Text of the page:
Hiring hitman through Dark Web was 'cold-blooded' act by the accused: DPP

Wan Ting Koh
PHOTO: Getty Creative

SINGAPORE — Allen Vincent Hui Kim Seng's engagement of “Camorra Hitmen” to murder a stranger was “not only cold-blooded, but a highly sophisticated act which involved significant planning and premeditation”, said the prosecution during the 47-year-old's sentencing hearing on Monday (9 September).

The prosecution sought a five-year jail sentence for Hui, who hired a hitman through the Dark Web to kill his former mistress' new boyfriend in May last year.

His plan was foiled when a journalist from the American television network CBS tipped off the Ministry of Foreign Affairs (MFA).

Though a married man with a young daughter, Hui had an affair with a then-colleague, a 30-year-old Malaysian woman.

He began dating the woman on 22 April 2016 after becoming her colleague in January that year. The woman ended the relationship in February last year after realising that Hui did not intend to leave his wife.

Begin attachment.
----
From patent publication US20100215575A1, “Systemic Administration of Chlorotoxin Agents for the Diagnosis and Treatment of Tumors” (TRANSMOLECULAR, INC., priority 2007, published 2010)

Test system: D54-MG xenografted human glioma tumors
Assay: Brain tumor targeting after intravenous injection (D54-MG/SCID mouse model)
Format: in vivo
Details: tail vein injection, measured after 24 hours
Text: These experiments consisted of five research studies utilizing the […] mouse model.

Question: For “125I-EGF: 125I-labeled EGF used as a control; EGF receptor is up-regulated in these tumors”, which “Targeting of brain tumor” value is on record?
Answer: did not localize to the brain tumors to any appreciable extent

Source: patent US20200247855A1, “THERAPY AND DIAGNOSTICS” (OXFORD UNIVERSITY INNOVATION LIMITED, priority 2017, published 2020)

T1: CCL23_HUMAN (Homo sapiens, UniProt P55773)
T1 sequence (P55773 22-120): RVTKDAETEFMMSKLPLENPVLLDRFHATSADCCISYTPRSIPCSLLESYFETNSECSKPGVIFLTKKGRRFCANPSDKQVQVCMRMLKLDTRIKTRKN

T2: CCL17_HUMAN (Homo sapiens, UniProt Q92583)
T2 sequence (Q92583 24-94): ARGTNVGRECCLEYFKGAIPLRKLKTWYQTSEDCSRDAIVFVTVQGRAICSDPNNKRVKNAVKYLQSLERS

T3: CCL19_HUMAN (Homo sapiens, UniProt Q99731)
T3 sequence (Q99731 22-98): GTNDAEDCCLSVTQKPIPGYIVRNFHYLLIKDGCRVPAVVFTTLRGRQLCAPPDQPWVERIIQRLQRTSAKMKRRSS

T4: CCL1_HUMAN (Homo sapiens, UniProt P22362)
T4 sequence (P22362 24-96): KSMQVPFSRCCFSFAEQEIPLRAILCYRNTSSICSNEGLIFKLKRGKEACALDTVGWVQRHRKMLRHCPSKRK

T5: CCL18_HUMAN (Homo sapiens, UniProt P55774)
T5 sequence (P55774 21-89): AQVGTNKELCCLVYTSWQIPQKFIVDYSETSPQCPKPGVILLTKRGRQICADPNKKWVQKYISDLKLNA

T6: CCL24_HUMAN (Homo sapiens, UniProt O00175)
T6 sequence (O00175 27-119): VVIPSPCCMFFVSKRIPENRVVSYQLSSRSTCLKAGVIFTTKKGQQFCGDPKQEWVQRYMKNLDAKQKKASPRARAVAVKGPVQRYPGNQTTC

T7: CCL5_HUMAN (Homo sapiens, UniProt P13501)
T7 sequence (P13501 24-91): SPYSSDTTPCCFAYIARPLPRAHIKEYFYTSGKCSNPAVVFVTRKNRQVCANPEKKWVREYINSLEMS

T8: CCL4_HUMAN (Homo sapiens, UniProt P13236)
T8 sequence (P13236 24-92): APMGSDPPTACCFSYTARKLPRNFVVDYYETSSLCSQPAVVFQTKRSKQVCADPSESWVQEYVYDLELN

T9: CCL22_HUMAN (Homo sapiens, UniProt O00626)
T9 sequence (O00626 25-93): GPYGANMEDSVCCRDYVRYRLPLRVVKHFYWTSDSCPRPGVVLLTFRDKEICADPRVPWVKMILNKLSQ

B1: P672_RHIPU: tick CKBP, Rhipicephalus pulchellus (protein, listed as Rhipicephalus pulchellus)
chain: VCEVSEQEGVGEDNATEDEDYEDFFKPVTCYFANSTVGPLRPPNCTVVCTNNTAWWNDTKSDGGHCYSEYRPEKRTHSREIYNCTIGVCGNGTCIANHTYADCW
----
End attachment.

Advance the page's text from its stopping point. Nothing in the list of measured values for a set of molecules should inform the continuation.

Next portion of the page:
Despite Hui's attempts to woo her back, the woman began seeing a 30-year-old man, surnamed Tan, on 27 April after changing jobs.

"When she ended their relationship, (Hui) was unable to move on, remained obsessed with the woman and stalked her incessantly," said Deputy Public Prosecutor Kumaresan Gohulabalan.

"(Hui) leveraged on the convenience and anonymity of the Dark Web, a platform notorious for illegal activity," added DPP Kumaresan.

"It was purely fortuitous that Tan's murder was not carried out."

There was a need to deter others who believe that they can hide behind the anonymity of the Dark Web to commit serious offences, said the DPP. Hui had used Tor, a free browser that enabled anonymous communication online, to access the Dark Web.

Hui, a risk management executive, had earlier pleaded guilty to one count of abetting murder by instigation. One count of criminal intimidation was considered for his sentencing.

Depressed and on medication

Lawyer Lee Teck Leng sought a sentence of two-and-a-half years' jail for Hui, saying that his client was not "an evil and cold blooded would-be murderer".

The lawyer highlighted a letter from a general practitioner that Hui had visited the month before he turned to the Dark Web for an assassin.